Our guest blogger, Miles Sibley, one of the founders of Patient Experience Library, argues that the public health and care sector should take patient’s experience evidence just as seriously as any other clinical evidence to further improve their services.
The Ockenden report on maternity services at Shrewsbury and Telford could be seen as par for the course in a year that has been full of bad news. The pain of the families can barely be imagined, and we can only hope that there is some relief for them in knowing that the truth is finally starting to come out.
But is there any good news from the Ockenden review? My answer is a clear “yes”.
The review gives us cause for hope because it nails the myth that in our evidence-based healthcare system, only some types of evidence are worth having.
NICE – the National Institute for Healthcare Excellence – offers clinical guidance, drawing on “the highest quality and best available evidence”. But none of that was able to prevent a potential 1,862 cases of harm stretching over a period of years.
The Care Quality Commission regulates healthcare providers, based on rigorous, evidence-driven inspection processes. But none of that was able to detect the scale or severity of harm occurring at the Trust.
It was families – with no formal methodology, no analytical rigour, and no peer review – who were able to reveal the truth about the failures in maternity care. In the end, patient feedback – so-called “anecdotal evidence” – proved more reliable than any other form of evidence.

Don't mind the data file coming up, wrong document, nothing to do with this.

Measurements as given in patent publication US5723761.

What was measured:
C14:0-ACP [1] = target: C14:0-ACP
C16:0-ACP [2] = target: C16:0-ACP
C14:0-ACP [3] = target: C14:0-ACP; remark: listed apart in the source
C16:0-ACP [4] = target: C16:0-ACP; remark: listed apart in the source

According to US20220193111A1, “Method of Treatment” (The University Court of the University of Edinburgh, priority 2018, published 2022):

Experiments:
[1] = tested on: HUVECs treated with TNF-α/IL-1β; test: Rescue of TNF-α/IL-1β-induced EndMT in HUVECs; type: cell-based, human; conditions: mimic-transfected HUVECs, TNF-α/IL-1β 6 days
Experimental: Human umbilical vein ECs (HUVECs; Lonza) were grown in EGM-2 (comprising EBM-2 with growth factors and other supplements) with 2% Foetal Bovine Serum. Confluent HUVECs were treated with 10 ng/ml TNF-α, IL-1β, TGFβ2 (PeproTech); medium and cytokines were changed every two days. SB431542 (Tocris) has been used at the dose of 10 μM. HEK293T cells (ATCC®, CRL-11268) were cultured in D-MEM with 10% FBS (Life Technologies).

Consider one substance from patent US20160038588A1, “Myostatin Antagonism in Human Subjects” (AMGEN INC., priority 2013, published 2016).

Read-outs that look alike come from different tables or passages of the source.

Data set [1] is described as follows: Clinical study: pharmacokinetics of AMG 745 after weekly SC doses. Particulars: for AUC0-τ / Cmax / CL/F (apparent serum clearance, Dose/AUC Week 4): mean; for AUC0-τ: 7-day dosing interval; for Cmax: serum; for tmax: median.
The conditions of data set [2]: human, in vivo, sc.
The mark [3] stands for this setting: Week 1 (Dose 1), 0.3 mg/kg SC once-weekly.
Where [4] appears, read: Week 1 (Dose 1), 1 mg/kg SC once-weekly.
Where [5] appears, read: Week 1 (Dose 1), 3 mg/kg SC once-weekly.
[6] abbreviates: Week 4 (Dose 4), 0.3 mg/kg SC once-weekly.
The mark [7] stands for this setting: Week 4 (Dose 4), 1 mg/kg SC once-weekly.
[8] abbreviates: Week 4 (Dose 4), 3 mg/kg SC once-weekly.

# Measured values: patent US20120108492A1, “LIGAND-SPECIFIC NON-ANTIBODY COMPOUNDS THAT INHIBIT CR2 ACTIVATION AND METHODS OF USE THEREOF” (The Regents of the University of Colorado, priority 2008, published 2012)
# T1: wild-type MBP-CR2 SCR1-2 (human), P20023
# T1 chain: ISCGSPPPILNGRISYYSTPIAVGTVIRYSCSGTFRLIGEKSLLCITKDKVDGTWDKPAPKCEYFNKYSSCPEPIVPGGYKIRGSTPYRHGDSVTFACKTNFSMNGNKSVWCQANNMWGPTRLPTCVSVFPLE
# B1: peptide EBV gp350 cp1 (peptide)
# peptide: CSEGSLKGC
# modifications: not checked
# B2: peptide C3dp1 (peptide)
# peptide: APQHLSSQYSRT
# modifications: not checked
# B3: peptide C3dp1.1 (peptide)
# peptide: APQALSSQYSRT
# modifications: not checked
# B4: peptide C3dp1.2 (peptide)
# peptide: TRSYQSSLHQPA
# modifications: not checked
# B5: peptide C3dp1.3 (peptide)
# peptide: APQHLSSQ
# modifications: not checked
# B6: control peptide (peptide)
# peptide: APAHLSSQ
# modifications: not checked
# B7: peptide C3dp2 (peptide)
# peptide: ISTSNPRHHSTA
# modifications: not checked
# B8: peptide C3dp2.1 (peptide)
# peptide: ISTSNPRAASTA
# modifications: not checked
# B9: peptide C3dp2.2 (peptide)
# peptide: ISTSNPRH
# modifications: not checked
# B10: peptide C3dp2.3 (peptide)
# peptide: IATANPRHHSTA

This is the third time this year that patients have shown that their evidence is vital. First it was Paterson. Then it was Cumberlege. And now it is Shrewsbury and Telford. In every single case, it was patient testimony, more than any other source of evidence, which revealed the shortcomings in care.
So, we are hopeful that the tide is turning, and that the medical establishment must now start to take note of Baroness Cumberlege’s demand that patient experience “must no longer be weighted least in the hierarchy of evidence-based medicine”.
We hope that in 2021:
• NICE will make patient experience evidence part of its National Core Content.
• NIHR – the National Institute for Health Research – will help us to make a proper assessment of strengths and weaknesses in the patient experience evidence base.
• Health Education England will support our efforts to develop high quality accredited training for patient experience staff.
• NHS England will work with us on analytical tools that can cut through the morass of patient experience data.
All of this would indicate that NHS leaders were starting to take patient experience seriously – accepting it as a valid form of evidence and moving it up the evidence hierarchy.
The Ockenden report reveals some terrible truths – but we don’t have to despair. If we can use it to get patient experience seen differently, we can ensure that some good comes from the pain.
Please download the report here.
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